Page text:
In January of 2015, petitioner pled guilty to two counts of delivery of a controlled substance related to the April of 2014 arrest. The circuit court sentenced petitioner to a term of incarceration of two to thirty years, and denied petitioner's motion for probation and/or home incarceration. Several days later, the circuit court held its dispositional hearing in which it terminated petitioner's custodial rights to the children. Furthermore, the circuit court ordered that petitioner could not reside with the children and that he must petition the court for visitation upon his release from incarceration.

         In April of 2016, the circuit court held a hearing on petitioner's motion seeking permission to move back into the family home upon his release from prison. The circuit court denied petitioner's request. Petitioner appealed the order terminating his custodial rights and prohibiting him from living with the children. We affirmed the circuit court's decision. See In re: S.S. & R.S., No. 15-0254, 2015 WL 6181419 (W.Va., Oct. 20, 2015)(memorandum decision).

         In January of 2017, the DHHR filed a new abuse and neglect petition against petitioner and his wife. The petition alleged that the DHHR received a referral that petitioner was seen at the family home, against court orders. A Child Protective Services ("CPS") worker responded to the home and observed petitioner alone with R.S. An investigation revealed that petitioner moved into the home after being released from prison in November of 2016. Petitioner waived his right to a preliminary hearing.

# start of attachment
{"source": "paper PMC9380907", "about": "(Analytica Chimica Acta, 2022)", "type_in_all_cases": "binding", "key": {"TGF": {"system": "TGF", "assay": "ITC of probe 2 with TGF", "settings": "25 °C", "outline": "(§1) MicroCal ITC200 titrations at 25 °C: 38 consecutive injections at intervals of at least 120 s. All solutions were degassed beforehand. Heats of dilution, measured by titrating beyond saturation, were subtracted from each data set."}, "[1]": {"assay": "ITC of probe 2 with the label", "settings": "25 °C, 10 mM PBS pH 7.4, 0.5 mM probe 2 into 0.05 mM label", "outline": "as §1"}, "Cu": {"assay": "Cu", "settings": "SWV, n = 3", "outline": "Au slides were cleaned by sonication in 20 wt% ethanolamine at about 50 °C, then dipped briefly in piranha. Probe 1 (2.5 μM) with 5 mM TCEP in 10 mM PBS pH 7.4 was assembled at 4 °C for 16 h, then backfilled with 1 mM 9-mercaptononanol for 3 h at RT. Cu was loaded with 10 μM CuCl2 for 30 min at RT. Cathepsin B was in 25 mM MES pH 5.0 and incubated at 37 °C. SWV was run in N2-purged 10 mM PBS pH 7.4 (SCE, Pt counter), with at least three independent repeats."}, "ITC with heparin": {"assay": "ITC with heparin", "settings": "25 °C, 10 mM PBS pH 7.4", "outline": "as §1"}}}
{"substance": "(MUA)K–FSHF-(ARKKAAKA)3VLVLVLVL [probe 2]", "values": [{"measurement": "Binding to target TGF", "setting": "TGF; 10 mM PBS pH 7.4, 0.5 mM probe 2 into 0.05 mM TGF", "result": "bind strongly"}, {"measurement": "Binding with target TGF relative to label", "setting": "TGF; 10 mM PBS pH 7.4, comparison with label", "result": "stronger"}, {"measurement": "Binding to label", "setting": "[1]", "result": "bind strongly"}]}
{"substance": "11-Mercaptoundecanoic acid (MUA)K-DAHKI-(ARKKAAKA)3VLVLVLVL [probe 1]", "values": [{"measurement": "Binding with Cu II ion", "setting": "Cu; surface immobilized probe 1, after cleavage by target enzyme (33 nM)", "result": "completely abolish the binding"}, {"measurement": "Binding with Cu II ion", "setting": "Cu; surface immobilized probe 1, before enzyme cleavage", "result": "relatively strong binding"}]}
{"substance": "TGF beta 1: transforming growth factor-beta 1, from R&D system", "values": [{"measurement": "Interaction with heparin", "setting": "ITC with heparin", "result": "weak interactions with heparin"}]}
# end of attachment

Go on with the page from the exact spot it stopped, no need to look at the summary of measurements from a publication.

In February of 2017, the circuit court held an adjudicatory hearing during which it took judicial notice of the prior abuse and neglect proceedings. The circuit court found that it had prohibited petitioner from contacting the children after his custodial rights were terminated. Further, the circuit court previously denied petitioner's motion seeking permission to move into the family home with the children after his release from prison. Despite knowing that he was prohibited from contacting the children, petitioner moved into the family home and resided there. Accordingly, the circuit court adjudicated petitioner as an abusing parent.

         In April of 2017, the circuit court held a dispositional hearing during which petitioner moved for an improvement period. The DHHR presented the testimony of a CPS worker and the treating psychologist from the prior and instant proceedings. Both witnesses testified that they recommended termination of petitioner's parental rights based on the fact that petitioner knew he was prohibited from contacting the children and moved into the home despite court orders. The circuit court stated its displeasure that petitioner, knowing the history of how the children's biological parents' parental rights were terminated due to drug use, would expose the children to drugs in the home, causing even more trauma. The circuit court found no reasonable likelihood that petitioner could correct the conditions of abuse and, accordingly, terminated his parental rights to the children.[2] It is from the May 17, 2017, dispositional order that petitioner appeals.